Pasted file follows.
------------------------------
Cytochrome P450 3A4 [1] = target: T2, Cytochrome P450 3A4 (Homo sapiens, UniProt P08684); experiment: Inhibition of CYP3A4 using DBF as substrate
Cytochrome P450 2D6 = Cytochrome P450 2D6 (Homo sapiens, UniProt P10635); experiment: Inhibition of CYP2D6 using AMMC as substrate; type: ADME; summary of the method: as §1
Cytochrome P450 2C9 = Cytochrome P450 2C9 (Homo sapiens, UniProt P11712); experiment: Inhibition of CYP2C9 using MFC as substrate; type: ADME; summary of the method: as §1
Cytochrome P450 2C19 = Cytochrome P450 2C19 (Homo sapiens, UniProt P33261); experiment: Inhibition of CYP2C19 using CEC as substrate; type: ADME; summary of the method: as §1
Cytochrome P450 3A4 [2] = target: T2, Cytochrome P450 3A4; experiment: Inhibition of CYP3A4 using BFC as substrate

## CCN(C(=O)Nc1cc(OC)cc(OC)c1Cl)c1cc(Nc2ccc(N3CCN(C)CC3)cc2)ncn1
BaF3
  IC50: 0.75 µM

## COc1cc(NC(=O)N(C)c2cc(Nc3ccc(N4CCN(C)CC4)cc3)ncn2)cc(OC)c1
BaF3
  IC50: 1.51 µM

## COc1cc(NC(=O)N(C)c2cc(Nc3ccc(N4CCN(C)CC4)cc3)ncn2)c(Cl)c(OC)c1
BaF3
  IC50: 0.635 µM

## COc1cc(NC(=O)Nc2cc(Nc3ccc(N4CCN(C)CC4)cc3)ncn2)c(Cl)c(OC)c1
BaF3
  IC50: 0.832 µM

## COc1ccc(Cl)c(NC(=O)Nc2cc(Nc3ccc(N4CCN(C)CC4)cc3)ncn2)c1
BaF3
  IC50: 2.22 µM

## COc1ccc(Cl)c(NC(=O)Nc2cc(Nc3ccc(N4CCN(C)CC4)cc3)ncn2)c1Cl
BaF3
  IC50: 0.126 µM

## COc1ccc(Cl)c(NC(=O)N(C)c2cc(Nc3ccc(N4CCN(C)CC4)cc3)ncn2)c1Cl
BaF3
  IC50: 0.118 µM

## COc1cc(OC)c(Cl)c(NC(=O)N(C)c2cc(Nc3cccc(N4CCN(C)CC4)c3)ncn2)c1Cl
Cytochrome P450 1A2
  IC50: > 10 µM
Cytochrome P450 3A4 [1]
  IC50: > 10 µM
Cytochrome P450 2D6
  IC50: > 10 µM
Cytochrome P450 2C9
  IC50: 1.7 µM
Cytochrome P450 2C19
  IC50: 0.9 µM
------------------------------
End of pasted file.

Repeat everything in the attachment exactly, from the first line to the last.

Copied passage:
Cytochrome P450 3A4 [1] = target: T2, Cytochrome P450 3A4 (Homo sapiens, UniProt P08684); experiment: Inhibition of CYP3A4 using DBF as substrate
Cytochrome P450 2D6 = Cytochrome P450 2D6 (Homo sapiens, UniProt P10635); experiment: Inhibition of CYP2D6 using AMMC as substrate; type: ADME; summary of the method: as §1
Cytochrome P450 2C9 = Cytochrome P450 2C9 (Homo sapiens, UniProt P11712); experiment: Inhibition of CYP2C9 using MFC as substrate; type: ADME; summary of the method: as §1
Cytochrome P450 2C19 = Cytochrome P450 2C19 (Homo sapiens, UniProt P33261); experiment: Inhibition of CYP2C19 using CEC as substrate; type: ADME; summary of the method: as §1
Cytochrome P450 3A4 [2] = target: T2, Cytochrome P450 3A4; experiment: Inhibition of CYP3A4 using BFC as substrate

## CCN(C(=O)Nc1cc(OC)cc(OC)c1Cl)c1cc(Nc2ccc(N3CCN(C)CC3)cc2)ncn1
BaF3
  IC50: 0.75 µM

## COc1cc(NC(=O)N(C)c2cc(Nc3ccc(N4CCN(C)CC4)cc3)ncn2)cc(OC)c1
BaF3
  IC50: 1.51 µM

## COc1cc(NC(=O)N(C)c2cc(Nc3ccc(N4CCN(C)CC4)cc3)ncn2)c(Cl)c(OC)c1
BaF3
  IC50: 0.635 µM

## COc1cc(NC(=O)Nc2cc(Nc3ccc(N4CCN(C)CC4)cc3)ncn2)c(Cl)c(OC)c1
BaF3
  IC50: 0.832 µM

## COc1ccc(Cl)c(NC(=O)Nc2cc(Nc3ccc(N4CCN(C)CC4)cc3)ncn2)c1
BaF3
  IC50: 2.22 µM

## COc1ccc(Cl)c(NC(=O)Nc2cc(Nc3ccc(N4CCN(C)CC4)cc3)ncn2)c1Cl
BaF3
  IC50: 0.126 µM

## COc1ccc(Cl)c(NC(=O)N(C)c2cc(Nc3ccc(N4CCN(C)CC4)cc3)ncn2)c1Cl
BaF3
  IC50: 0.118 µM

## COc1cc(OC)c(Cl)c(NC(=O)N(C)c2cc(Nc3cccc(N4CCN(C)CC4)c3)ncn2)c1Cl
Cytochrome P450 1A2
  IC50: > 10 µM
Cytochrome P450 3A4 [1]
  IC50: > 10 µM
Cytochrome P450 2D6
  IC50: > 10 µM
Cytochrome P450 2C9
  IC50: 1.7 µM
Cytochrome P450 2C19
  IC50: 0.9 µM